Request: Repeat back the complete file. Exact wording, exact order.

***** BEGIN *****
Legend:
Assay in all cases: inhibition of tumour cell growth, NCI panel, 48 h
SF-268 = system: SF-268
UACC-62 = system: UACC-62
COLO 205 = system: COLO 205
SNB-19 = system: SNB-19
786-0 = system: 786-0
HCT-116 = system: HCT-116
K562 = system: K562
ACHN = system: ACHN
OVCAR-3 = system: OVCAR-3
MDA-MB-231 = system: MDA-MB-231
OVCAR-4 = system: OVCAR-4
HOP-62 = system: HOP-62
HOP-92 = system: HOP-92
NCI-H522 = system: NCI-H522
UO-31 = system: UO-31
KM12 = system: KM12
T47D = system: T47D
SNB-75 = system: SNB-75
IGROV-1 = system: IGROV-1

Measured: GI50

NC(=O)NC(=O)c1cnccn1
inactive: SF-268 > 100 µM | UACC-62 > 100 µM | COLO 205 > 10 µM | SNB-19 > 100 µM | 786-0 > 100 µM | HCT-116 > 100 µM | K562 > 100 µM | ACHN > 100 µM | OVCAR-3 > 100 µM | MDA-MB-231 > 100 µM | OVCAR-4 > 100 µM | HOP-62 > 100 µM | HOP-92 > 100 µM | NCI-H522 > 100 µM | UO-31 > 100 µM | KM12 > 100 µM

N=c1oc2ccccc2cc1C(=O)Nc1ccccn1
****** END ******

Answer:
Legend:
Assay in all cases: inhibition of tumour cell growth, NCI panel, 48 h
SF-268 = system: SF-268
UACC-62 = system: UACC-62
COLO 205 = system: COLO 205
SNB-19 = system: SNB-19
786-0 = system: 786-0
HCT-116 = system: HCT-116
K562 = system: K562
ACHN = system: ACHN
OVCAR-3 = system: OVCAR-3
MDA-MB-231 = system: MDA-MB-231
OVCAR-4 = system: OVCAR-4
HOP-62 = system: HOP-62
HOP-92 = system: HOP-92
NCI-H522 = system: NCI-H522
UO-31 = system: UO-31
KM12 = system: KM12
T47D = system: T47D
SNB-75 = system: SNB-75
IGROV-1 = system: IGROV-1

Measured: GI50

NC(=O)NC(=O)c1cnccn1
inactive: SF-268 > 100 µM | UACC-62 > 100 µM | COLO 205 > 10 µM | SNB-19 > 100 µM | 786-0 > 100 µM | HCT-116 > 100 µM | K562 > 100 µM | ACHN > 100 µM | OVCAR-3 > 100 µM | MDA-MB-231 > 100 µM | OVCAR-4 > 100 µM | HOP-62 > 100 µM | HOP-92 > 100 µM | NCI-H522 > 100 µM | UO-31 > 100 µM | KM12 > 100 µM

N=c1oc2ccccc2cc1C(=O)Nc1ccccn1